Skip to content

Klara Wohlgemuth, née Seckel, 1893-1945

Seckel, Clara. YV PoT

Yad Vashem, Page of Testimony.


What We Know:

Birth Name: Seckel
First Name: Klara
Date/Place of Birth: 26 August 1893/Themar, Thüringen
Date/Place of Deportation: February 1943/Auschwitz
Date/Place of Death: Official date: 8 May 1945/Auschwitz
Age at Death: 53-55 years

Klara Seckel was the eldest daughter of Jacoby & Bertha (née Grünbaum) Seckel. She was born in Themar in 1893. The little we know about her life is as follows: She would have attended public school in Themar and have been in the same class as Berta Schwab, also born in 1893 in Themar. Her friends may have included other Jewish children, such as Berta Schwab; Bettina Katz and Paula Kahn, both a year older; and possibly Lucie and Paula Frankenberg, both two years older. And of course her two sisters, Hilda, b. 1895, and Sophie, b. 1897. She would have received instruction in the Jewish religion from Hugo Friedmann, the Lehrer/Teacher during those years. 

Klara and Hilda were probably the two Seckel children who carried memories of Themar forward with them through life; Klara was 12, Hilda 10 years old when the family left Themar for Zeitz and later Altenburg. Klara was 18 years old when her father, Jacoby, died in 1911 and at the moment we do not know whether she worked in the Kolonialgewarengeschäft/dry goods store with her mother. [At some point she acquired the skills of a seamstress, and an ability to work with furs, as this skill enabled her to live a short while longer in the Holocaust.]

Eheregister. Stadtarchiv Altenburg

On 27 May 1919, Klara married Max Wohlgemuth. Max, b. 27 March 1894 in Pakośćh(then in the German province of Pomerania), had come to Altenburg earlier in 1919 and registered as a trader of wool products and haberdashery. Soon after their marriage, Klara and Max moved to Leipzig. Initially, they lived at Richard-Wagner-Strasse 8 but later moved to Leplaystrasse 10. Later they moved to Kohlengartenstr. 38, the home of Klara’s mother Bertha Seckel. They owned and operated a clothing store. 

The specific details of Klara’s story in the 1930s are not known. Like her mother and her siblings, Klara was probably hoping to emigrate. We know that her husband, Max, survived the war, but whether inside occupied Europe or as a refugee elsewhere is not quite clear. If Max did manage to leave occupied Europe, he was probably hoping to make arrangements for Klara to follow him. This had been the strategy followed by his brother-in-law, Heinrich Seckel, with whom Max was in business. Heinrich escaped to England in 1939, left for the United States in 1940, and his wife and children joined him there in 1941. 

If this was the Wohlgemuths’ strategy as well, then it failed. Klara was trapped in Germany when the Nazi jaws snapped shut on emigration in October 1941. Both she and her mother were forced to move into Judenhäuser and it is not clear whether they were able to live together at least until Bertha was deported to Theresienstadt in 1942, or whether they lived separately. According to Ellen Bertram, Menschen ohne Grabstein, Bertha lived at Keilstr. 5 and Klara and Gustav-Adolf Str. 7.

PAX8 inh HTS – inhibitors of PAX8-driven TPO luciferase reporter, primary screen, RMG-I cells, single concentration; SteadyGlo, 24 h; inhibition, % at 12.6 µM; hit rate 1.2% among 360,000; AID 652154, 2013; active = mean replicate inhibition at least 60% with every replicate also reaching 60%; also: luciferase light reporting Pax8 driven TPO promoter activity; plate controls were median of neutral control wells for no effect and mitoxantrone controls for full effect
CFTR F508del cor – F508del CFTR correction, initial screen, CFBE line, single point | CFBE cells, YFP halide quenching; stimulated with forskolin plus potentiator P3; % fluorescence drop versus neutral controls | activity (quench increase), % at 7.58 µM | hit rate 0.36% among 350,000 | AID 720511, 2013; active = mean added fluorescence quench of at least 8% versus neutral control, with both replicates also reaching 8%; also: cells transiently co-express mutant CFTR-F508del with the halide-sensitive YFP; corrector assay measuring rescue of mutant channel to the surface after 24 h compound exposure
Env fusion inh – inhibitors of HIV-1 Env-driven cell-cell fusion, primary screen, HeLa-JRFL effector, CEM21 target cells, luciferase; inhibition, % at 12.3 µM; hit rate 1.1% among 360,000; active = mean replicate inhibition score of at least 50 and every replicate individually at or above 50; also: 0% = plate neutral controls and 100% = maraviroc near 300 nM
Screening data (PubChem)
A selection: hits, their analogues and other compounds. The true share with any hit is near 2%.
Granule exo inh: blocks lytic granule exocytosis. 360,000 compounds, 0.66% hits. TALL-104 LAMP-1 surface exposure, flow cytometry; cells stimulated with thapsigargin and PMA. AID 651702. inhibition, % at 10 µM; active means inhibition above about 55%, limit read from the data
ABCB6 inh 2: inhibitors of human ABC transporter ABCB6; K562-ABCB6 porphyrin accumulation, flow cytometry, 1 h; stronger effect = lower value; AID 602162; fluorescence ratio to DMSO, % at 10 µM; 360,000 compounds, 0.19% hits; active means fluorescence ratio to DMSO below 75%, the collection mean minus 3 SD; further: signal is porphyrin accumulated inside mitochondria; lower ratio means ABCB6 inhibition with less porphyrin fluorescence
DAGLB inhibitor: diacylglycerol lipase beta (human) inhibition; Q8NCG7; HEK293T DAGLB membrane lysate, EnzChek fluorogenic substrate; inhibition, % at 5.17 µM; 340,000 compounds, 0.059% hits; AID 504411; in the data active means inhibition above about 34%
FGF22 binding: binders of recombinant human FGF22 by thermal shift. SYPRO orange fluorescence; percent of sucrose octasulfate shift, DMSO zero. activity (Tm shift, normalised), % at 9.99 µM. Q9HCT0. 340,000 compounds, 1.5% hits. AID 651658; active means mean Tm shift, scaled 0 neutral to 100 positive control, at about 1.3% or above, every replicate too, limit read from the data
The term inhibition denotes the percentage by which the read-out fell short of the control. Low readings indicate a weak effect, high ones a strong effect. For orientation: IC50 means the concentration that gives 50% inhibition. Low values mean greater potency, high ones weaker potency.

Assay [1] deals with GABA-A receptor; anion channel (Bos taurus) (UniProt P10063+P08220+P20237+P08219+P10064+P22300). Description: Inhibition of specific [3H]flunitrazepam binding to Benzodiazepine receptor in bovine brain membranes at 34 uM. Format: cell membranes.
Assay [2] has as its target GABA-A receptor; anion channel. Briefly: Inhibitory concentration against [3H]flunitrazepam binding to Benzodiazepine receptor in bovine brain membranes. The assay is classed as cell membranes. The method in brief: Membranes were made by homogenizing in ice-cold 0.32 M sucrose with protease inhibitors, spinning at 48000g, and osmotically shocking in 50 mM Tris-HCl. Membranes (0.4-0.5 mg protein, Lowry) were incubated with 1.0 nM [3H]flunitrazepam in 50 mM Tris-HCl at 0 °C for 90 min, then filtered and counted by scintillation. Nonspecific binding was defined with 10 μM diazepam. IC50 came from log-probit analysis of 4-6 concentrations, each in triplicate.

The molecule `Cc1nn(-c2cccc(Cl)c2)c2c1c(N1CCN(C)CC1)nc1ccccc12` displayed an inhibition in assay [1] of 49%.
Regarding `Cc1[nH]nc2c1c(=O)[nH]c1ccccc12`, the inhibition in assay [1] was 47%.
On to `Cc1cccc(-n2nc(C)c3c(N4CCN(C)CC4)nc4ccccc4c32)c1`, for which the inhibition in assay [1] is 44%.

Klara was not deported in the early transports from Leipzig, probably because her forced labour as a furrier seamstress was deemed essential for the war effort. She was in Leipzig when her mother, Bertha Seckel, née Grünbaum, was deported to Theresienstadt Ghetto on 20 September 1942. Bertha was dead within two months of her arrival in Theresienstadt. Whether Klara learned of this, we do not know. We do know of other instances where family members received news of death very promptly from Nazi authorities. 

On 17 February 1943, Klara was rounded up with at least 116 other Leipziger Jews and taken to Berlin; on 26 February 1943, she was deported with this group to Auschwitz. The German National Archives Memorial Book does not give a date of death and so the date of 8 May 1945 was assigned as her death date. 

Klara Seckel, Deportation

Screen Shot 2014-11-30 at 7.06.19 PMMax Wohlgemuth came to the United States and changed his name to Wolton. Where he had been between the mid-1930s and the mid-1950s is unknown at this time. Max lost his wife, his brother, Emil, and his parents, Nathan and Fredericka (née Peritz) Wohlgemuth to the Nazi genocide. Parents Nathan and Friederike (née Peritz) had been living in Berlin since the mid-1920s; they were deported from Berlin to Theresienstadt Ghetto on 31 July 1942. On the 26 September 1942, they were deported to the killing centre of Treblinka. On 29 January 1943, Emil, who had been married to Klara’s sister Hilda from 1919 until their divorce in 1932, was deported to Auschwitz. 

Max Wolton died in 1983 in Los Angeles, California.


Source: National Archives and Records Administration (NARA); Washington, D.C.; Naturalization Index Cards of the U.S. District Court for the Southern District of California, Central Division (Los Angeles), 1915-1976 (M1525); Microfilm Serial: M1525; Microfilm Roll: 111.

Max Wolton 1983 death California, Death Index, 1940-1997 [database on-line]. Provo, UT, USA: Operations Inc, 2000.